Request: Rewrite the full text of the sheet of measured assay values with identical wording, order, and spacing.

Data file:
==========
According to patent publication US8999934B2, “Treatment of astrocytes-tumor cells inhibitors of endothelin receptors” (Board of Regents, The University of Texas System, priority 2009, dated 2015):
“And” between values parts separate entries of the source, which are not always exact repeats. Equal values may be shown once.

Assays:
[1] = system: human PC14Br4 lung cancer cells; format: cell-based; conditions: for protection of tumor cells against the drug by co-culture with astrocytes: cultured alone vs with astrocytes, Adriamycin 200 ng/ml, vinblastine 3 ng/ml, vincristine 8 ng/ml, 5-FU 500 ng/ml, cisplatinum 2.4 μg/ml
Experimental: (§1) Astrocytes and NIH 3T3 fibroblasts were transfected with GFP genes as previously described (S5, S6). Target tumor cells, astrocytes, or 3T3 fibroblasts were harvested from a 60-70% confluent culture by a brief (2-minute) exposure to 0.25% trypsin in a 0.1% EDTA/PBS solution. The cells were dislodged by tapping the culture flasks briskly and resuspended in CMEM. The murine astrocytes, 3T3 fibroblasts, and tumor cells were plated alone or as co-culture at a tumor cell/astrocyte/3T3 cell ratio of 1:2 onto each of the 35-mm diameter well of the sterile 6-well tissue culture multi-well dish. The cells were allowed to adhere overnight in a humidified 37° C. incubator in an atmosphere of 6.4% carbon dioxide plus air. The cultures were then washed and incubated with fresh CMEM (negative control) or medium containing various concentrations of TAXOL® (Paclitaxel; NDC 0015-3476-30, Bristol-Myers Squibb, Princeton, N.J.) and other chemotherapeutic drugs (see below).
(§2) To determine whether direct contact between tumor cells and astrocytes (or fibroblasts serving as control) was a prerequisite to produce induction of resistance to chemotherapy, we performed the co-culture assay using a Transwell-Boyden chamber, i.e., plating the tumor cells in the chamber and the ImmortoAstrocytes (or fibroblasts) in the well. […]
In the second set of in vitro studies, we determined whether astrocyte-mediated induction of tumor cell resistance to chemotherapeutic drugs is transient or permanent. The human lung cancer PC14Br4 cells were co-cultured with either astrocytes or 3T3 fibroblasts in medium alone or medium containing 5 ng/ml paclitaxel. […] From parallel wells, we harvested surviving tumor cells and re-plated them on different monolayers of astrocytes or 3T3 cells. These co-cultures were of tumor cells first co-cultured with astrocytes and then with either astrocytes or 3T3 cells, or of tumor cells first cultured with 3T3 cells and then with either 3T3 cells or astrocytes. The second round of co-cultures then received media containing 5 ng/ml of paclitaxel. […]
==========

According to patent publication US8999934B2, “Treatment of astrocytes-tumor cells inhibitors of endothelin receptors” (Board of Regents, The University of Texas System, priority 2009, dated 2015):
“And” between values parts separate entries of the source, which are not always exact repeats. Equal values may be shown once.

Assays:
[1] = system: human PC14Br4 lung cancer cells; format: cell-based; conditions: for protection of tumor cells against the drug by co-culture with astrocytes: cultured alone vs with astrocytes, Adriamycin 200 ng/ml, vinblastine 3 ng/ml, vincristine 8 ng/ml, 5-FU 500 ng/ml, cisplatinum 2.4 μg/ml
Experimental: (§1) Astrocytes and NIH 3T3 fibroblasts were transfected with GFP genes as previously described (S5, S6). Target tumor cells, astrocytes, or 3T3 fibroblasts were harvested from a 60-70% confluent culture by a brief (2-minute) exposure to 0.25% trypsin in a 0.1% EDTA/PBS solution. The cells were dislodged by tapping the culture flasks briskly and resuspended in CMEM. The murine astrocytes, 3T3 fibroblasts, and tumor cells were plated alone or as co-culture at a tumor cell/astrocyte/3T3 cell ratio of 1:2 onto each of the 35-mm diameter well of the sterile 6-well tissue culture multi-well dish. The cells were allowed to adhere overnight in a humidified 37° C. incubator in an atmosphere of 6.4% carbon dioxide plus air. The cultures were then washed and incubated with fresh CMEM (negative control) or medium containing various concentrations of TAXOL® (Paclitaxel; NDC 0015-3476-30, Bristol-Myers Squibb, Princeton, N.J.) and other chemotherapeutic drugs (see below).
(§2) To determine whether direct contact between tumor cells and astrocytes (or fibroblasts serving as control) was a prerequisite to produce induction of resistance to chemotherapy, we performed the co-culture assay using a Transwell-Boyden chamber, i.e., plating the tumor cells in the chamber and the ImmortoAstrocytes (or fibroblasts) in the well. […]
In the second set of in vitro studies, we determined whether astrocyte-mediated induction of tumor cell resistance to chemotherapeutic drugs is transient or permanent. The human lung cancer PC14Br4 cells were co-cultured with either astrocytes or 3T3 fibroblasts in medium alone or medium containing 5 ng/ml paclitaxel. […] From parallel wells, we harvested surviving tumor cells and re-plated them on different monolayers of astrocytes or 3T3 cells. These co-cultures were of tumor cells first co-cultured with astrocytes and then with either astrocytes or 3T3 cells, or of tumor cells first cultured with 3T3 cells and then with either 3T3 cells or astrocytes. The second round of co-cultures then received media containing 5 ng/ml of paclitaxel. […]